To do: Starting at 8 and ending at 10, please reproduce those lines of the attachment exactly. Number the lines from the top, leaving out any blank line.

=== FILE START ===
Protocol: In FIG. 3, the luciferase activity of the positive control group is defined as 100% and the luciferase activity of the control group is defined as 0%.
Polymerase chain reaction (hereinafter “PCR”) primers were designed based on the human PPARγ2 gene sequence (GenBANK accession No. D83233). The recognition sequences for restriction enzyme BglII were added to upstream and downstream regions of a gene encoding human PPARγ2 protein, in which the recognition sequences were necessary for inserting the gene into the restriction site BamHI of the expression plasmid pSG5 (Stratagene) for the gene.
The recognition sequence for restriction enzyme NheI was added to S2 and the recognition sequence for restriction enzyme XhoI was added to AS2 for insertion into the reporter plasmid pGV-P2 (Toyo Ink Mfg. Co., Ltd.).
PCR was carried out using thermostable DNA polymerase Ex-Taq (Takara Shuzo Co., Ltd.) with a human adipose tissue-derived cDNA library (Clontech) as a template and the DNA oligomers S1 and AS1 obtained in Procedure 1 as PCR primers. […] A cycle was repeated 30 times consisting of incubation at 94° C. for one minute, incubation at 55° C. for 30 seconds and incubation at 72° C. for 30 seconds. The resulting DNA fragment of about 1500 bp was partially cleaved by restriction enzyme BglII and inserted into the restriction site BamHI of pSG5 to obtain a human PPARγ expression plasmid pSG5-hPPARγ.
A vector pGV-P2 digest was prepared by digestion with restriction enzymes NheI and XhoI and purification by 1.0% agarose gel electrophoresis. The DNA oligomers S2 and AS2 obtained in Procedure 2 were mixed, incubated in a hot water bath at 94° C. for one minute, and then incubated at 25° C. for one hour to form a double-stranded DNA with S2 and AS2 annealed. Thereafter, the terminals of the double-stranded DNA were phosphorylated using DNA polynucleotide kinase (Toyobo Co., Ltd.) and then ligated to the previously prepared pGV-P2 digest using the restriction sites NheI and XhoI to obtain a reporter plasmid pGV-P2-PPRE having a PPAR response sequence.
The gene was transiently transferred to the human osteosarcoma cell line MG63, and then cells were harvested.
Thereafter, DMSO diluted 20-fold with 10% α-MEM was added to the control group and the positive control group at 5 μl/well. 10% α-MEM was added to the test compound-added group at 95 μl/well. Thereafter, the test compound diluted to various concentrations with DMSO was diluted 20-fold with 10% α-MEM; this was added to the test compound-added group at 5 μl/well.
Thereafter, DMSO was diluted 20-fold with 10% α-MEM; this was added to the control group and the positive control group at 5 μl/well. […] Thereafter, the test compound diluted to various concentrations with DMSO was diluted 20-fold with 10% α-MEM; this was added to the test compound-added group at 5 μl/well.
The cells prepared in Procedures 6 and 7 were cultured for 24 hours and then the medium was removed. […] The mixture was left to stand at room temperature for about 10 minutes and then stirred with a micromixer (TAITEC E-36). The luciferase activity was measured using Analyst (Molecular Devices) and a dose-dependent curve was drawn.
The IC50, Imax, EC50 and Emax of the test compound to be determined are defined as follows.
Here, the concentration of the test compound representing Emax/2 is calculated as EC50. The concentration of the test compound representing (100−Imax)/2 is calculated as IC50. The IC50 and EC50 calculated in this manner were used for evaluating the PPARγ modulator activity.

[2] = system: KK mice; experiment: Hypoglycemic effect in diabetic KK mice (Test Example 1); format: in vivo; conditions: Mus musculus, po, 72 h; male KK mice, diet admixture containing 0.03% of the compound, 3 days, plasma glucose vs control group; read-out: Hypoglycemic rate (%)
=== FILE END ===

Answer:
Thereafter, DMSO was diluted 20-fold with 10% α-MEM; this was added to the control group and the positive control group at 5 μl/well. […] Thereafter, the test compound diluted to various concentrations with DMSO was diluted 20-fold with 10% α-MEM; this was added to the test compound-added group at 5 μl/well.
The cells prepared in Procedures 6 and 7 were cultured for 24 hours and then the medium was removed. […] The mixture was left to stand at room temperature for about 10 minutes and then stirred with a micromixer (TAITEC E-36). The luciferase activity was measured using Analyst (Molecular Devices) and a dose-dependent curve was drawn.
The IC50, Imax, EC50 and Emax of the test compound to be determined are defined as follows.